AHI1: A Vital Gene in Human Health and Disease


AHI1, also known as Abelson Helper Integration Site 1, is an essential gene that plays a critical role in several cellular processes, including cell cycle regulation, DNA replication, and repair. Mutations in the AHI1 gene have been linked to a wide range of diseases, including cancer and neurodevelopmental disorders.


AHI1 is located on chromosome 6p21.3 and encodes a protein known as AHI1L. This protein is a member of the SET domain protein family, which is characterized by a highly conserved domain that is responsible for methylating histones. Histone methylation is a crucial epigenetic modification that regulates gene expression.

Associated Diseases

Mutations in the AHI1 gene have been associated with several diseases, including:

  • Cancer: AHI1 mutations have been identified in various types of cancer, including leukemia, lymphoma, and breast cancer. These mutations often lead to the overexpression of AHI1, which promotes cell proliferation and inhibits apoptosis (programmed cell death).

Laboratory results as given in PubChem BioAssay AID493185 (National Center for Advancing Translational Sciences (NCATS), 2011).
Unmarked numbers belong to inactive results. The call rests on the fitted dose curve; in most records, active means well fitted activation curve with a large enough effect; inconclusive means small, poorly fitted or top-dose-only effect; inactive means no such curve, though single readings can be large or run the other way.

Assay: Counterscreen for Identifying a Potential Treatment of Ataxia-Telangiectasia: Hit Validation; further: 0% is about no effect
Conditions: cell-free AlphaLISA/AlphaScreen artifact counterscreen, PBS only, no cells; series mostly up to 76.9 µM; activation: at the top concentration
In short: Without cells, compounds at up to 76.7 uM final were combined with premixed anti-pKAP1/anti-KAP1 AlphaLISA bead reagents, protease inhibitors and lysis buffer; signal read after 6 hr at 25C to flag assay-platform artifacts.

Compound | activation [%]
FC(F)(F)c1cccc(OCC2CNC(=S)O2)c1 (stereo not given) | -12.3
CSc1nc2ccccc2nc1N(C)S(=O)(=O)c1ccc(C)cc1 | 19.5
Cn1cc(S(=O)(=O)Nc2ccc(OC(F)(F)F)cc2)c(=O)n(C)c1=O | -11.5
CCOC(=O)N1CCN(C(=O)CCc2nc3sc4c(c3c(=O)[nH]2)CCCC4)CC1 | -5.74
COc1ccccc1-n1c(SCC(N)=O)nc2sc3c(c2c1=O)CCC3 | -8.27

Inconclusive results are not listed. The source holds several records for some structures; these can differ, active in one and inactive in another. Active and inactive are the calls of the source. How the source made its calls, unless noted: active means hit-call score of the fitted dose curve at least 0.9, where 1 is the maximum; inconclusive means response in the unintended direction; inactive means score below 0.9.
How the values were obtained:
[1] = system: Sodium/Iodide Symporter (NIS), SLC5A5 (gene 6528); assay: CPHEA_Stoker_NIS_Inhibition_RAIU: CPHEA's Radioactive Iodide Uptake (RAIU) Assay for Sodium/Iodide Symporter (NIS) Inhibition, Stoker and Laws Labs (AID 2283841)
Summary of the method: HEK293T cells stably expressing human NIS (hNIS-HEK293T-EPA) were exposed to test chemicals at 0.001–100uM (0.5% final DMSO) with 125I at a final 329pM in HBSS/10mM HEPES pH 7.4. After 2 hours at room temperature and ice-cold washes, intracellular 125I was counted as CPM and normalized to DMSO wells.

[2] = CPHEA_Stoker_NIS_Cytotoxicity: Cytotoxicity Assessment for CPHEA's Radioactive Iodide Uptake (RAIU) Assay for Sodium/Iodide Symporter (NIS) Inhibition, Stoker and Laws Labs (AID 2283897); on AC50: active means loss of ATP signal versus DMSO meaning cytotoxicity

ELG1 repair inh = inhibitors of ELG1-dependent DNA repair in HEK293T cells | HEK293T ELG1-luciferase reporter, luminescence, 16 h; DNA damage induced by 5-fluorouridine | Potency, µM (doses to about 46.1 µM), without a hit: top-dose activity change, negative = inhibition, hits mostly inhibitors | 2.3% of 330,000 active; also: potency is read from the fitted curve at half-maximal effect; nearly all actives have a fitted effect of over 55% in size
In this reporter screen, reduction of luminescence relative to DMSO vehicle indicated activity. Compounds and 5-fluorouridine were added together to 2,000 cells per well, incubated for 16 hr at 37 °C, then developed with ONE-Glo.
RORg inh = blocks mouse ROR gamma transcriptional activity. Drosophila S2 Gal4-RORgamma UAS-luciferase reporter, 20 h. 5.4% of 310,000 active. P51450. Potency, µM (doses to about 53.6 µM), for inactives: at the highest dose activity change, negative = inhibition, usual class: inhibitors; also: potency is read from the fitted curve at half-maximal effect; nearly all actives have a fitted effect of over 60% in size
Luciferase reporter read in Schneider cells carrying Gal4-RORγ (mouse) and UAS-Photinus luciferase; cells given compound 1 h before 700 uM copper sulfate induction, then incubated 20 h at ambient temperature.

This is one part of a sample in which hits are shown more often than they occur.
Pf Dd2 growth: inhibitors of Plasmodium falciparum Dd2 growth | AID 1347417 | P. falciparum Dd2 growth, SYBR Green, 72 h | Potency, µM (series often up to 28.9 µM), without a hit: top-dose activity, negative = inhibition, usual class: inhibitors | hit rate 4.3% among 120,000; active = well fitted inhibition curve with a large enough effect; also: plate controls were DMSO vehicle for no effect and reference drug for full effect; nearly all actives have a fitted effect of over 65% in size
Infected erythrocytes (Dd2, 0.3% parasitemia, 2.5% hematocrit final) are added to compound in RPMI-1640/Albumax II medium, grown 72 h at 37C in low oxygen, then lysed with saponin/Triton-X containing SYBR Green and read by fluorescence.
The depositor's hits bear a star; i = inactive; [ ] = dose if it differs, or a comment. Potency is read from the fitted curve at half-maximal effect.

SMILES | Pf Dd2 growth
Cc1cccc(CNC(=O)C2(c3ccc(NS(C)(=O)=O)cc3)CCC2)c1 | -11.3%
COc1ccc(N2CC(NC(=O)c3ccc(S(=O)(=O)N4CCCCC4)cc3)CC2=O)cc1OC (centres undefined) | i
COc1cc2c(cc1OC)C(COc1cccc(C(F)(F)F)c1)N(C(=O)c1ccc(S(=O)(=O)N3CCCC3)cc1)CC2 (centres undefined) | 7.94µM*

• Neurodevelopmental disorders: Mutations in AHI1 have also been linked to neurodevelopmental disorders such as autism spectrum disorder (ASD) and intellectual disability. These mutations often disrupt the normal function of AHI1 in regulating gene expression in the brain.

Did you Know ?

Approximately 1 in 500 people carry a mutation in the AHI1 gene. This suggests that AHI1 mutations are relatively common in the population. However, the penetrance of AHI1 mutations is low, meaning that not all individuals who carry a mutation will develop a disease.

Disclaimer: The information provided here is not exhaustive by any means. Always consult your doctor or other qualified healthcare provider with any questions you may have regarding a medical condition, procedure, or treatment, whether it is a prescription medication, over-the-counter drug, vitamin, supplement, or herbal alternative.